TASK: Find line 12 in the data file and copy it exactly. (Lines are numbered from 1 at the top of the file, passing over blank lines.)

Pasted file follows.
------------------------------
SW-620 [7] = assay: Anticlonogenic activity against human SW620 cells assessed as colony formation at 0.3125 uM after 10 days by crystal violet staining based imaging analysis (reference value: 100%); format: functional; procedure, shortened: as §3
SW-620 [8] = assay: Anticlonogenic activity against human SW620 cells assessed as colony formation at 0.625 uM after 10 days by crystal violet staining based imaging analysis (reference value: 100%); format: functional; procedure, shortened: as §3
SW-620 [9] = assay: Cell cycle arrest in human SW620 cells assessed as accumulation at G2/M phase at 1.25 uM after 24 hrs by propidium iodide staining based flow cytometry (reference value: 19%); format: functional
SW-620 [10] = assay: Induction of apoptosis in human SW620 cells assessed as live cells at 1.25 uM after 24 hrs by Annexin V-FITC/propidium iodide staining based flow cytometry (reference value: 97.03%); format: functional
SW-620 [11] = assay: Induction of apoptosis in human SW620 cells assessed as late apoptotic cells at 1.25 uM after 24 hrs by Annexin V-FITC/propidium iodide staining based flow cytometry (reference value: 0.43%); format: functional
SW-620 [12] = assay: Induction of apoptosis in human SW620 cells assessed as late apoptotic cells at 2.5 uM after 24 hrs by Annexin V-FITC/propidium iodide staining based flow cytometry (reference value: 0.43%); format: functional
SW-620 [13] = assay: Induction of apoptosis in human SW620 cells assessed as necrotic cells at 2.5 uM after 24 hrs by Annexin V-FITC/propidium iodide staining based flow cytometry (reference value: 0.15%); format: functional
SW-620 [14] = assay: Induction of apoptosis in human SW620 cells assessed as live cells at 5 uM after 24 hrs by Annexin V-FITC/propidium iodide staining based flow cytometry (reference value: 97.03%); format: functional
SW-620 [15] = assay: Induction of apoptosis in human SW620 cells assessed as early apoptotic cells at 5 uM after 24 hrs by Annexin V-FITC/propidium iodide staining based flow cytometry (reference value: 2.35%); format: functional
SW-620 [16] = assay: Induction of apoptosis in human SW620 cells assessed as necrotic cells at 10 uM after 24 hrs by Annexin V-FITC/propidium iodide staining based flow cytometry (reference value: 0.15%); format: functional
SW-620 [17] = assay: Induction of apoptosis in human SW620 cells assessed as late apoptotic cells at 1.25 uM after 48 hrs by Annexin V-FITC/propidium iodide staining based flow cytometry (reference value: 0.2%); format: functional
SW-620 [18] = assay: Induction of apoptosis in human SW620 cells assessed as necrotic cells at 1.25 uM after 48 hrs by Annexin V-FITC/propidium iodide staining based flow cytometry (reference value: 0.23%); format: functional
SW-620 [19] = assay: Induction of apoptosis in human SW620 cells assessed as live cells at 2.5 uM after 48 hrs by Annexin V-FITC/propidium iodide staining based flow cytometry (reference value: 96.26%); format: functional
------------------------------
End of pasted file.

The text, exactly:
SW-620 [18] = assay: Induction of apoptosis in human SW620 cells assessed as necrotic cells at 1.25 uM after 48 hrs by Annexin V-FITC/propidium iodide staining based flow cytometry (reference value: 0.23%); format: functional